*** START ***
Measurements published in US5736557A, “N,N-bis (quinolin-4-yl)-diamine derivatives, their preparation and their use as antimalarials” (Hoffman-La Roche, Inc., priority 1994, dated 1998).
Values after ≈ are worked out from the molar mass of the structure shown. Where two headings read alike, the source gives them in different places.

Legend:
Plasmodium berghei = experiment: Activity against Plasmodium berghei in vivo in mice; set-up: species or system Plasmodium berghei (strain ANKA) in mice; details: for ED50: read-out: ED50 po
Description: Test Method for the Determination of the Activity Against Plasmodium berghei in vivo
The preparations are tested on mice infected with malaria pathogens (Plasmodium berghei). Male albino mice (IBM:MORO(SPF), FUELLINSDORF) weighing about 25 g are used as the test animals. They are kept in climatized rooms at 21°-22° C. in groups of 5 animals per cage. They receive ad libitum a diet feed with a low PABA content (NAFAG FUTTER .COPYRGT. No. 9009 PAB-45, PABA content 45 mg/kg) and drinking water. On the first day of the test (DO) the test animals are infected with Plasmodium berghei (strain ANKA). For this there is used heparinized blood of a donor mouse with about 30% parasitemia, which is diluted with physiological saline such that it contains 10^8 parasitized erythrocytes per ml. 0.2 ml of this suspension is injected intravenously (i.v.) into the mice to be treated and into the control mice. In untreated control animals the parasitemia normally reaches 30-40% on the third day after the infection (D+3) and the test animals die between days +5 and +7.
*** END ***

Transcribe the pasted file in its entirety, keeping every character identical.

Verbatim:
Measurements published in US5736557A, “N,N-bis (quinolin-4-yl)-diamine derivatives, their preparation and their use as antimalarials” (Hoffman-La Roche, Inc., priority 1994, dated 1998).
Values after ≈ are worked out from the molar mass of the structure shown. Where two headings read alike, the source gives them in different places.

Legend:
Plasmodium berghei = experiment: Activity against Plasmodium berghei in vivo in mice; set-up: species or system Plasmodium berghei (strain ANKA) in mice; details: for ED50: read-out: ED50 po
Description: Test Method for the Determination of the Activity Against Plasmodium berghei in vivo
The preparations are tested on mice infected with malaria pathogens (Plasmodium berghei). Male albino mice (IBM:MORO(SPF), FUELLINSDORF) weighing about 25 g are used as the test animals. They are kept in climatized rooms at 21°-22° C. in groups of 5 animals per cage. They receive ad libitum a diet feed with a low PABA content (NAFAG FUTTER .COPYRGT. No. 9009 PAB-45, PABA content 45 mg/kg) and drinking water. On the first day of the test (DO) the test animals are infected with Plasmodium berghei (strain ANKA). For this there is used heparinized blood of a donor mouse with about 30% parasitemia, which is diluted with physiological saline such that it contains 10^8 parasitized erythrocytes per ml. 0.2 ml of this suspension is injected intravenously (i.v.) into the mice to be treated and into the control mice. In untreated control animals the parasitemia normally reaches 30-40% on the third day after the infection (D+3) and the test animals die between days +5 and +7.